Why can I only create four partitions on my hard disk drive
Hard disk drive problem
My hard drive is recognised properly by the BIOS at start-up, shows up properly in the Device Manager and appears in My Computer, but I can only create four partitions with FDISK [FDISK is used in Windows 98 and Windows Me. Alternatives are the partition programs that can be used from within Windows XP/Windows Vista or from the Windows XP/Vista CD/DVD, Partition Magic, etc]. There is still plenty of drive space that I can’t partition and format.
In order to use FDISK, you must have the drives formatted to the FAT32 file system, because it won’t work on the native NTFS file system used by Windows XP/Vista.
You have created four primary partitions; the maximum number of primary partitions that Windows can create using the FAT32 file system. To create more partitions, you have to create an extended partition and then create logical drives (partitions) within the extended partition. Each logical drive will have its own drive letter assigned to it by Windows (E: – F: – G: – etc.).
You should be able to find an option to create an extended partition. It’s immediately apparent in FDISK, but you’ll have to find out how to do it with other partitioning utilities. When it has been created, you’ll have the option to create logical drives within that partition. Windows XP allows you to partition hard drives from its CD, or from Start => All Programs => Administrative Tools => Computer Management => Disk Management. The hard drive partitions are represented graphically by rectangular spaces under headings for each drive (Disk 0, Disk 1, etc.). To create an extended partition, right-click on any empty space (unpartitioned space), and select the option to create an extended partition. There has to be an existing partition on the boot drive because Windows XP is operating from one.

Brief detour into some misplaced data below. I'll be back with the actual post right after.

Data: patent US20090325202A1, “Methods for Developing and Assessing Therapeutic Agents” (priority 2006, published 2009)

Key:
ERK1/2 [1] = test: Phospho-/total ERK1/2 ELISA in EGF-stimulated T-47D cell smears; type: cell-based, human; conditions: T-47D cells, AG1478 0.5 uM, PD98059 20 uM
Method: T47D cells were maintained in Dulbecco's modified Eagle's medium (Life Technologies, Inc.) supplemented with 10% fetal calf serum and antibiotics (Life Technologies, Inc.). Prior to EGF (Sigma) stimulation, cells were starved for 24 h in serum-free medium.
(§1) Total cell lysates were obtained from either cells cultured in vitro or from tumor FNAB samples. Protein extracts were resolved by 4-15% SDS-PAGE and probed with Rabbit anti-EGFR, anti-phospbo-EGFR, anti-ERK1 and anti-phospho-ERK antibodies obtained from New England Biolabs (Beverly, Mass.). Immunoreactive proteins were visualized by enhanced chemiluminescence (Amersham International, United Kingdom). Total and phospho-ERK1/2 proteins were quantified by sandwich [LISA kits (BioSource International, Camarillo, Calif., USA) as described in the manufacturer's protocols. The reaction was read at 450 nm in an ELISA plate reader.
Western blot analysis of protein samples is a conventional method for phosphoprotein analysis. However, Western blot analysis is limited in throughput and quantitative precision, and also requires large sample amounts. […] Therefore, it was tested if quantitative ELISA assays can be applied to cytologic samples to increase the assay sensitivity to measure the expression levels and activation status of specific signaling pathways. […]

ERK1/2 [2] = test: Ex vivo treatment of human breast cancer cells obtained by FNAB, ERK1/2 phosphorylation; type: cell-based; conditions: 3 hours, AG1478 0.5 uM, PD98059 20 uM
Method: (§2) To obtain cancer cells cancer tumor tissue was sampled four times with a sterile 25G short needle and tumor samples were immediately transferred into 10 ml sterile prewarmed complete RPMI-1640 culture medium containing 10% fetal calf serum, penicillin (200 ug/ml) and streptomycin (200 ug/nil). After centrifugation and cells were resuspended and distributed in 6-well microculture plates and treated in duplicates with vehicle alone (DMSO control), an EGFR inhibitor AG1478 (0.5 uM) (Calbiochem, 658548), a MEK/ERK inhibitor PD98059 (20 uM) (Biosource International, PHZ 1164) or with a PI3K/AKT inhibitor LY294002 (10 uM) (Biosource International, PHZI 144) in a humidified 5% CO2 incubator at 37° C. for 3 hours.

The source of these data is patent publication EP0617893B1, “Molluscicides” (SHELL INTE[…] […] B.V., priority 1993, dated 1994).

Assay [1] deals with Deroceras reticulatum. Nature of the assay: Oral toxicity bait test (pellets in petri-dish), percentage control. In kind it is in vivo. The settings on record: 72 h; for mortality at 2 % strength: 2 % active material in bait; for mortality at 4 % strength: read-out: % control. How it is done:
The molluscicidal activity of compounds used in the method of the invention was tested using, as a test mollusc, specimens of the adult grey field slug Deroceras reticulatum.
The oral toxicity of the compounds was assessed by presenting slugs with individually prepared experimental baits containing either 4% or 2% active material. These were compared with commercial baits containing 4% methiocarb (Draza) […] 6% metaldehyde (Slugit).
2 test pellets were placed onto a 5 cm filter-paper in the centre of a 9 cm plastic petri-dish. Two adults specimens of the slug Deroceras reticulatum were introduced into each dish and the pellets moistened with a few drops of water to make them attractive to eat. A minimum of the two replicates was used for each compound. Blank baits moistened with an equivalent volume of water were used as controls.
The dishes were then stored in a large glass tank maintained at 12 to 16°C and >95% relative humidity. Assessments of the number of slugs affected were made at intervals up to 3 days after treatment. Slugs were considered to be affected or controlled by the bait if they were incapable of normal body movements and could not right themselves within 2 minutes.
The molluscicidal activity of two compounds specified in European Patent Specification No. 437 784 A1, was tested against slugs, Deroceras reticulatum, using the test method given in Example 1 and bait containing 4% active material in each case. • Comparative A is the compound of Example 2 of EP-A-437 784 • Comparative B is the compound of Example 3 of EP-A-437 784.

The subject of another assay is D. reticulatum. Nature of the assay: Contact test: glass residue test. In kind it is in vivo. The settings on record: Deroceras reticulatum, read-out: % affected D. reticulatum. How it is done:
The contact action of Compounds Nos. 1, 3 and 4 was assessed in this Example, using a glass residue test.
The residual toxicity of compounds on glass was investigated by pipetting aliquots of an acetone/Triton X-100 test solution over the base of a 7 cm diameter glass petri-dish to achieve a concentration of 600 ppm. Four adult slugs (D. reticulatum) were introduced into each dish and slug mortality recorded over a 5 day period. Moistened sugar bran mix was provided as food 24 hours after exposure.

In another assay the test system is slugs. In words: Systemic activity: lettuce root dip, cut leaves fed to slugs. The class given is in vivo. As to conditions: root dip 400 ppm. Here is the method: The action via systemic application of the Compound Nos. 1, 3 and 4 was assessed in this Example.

Alternatively, use the free QTParted. See the first problem for information on it. It can create new partitions or resize existing partitions very easily.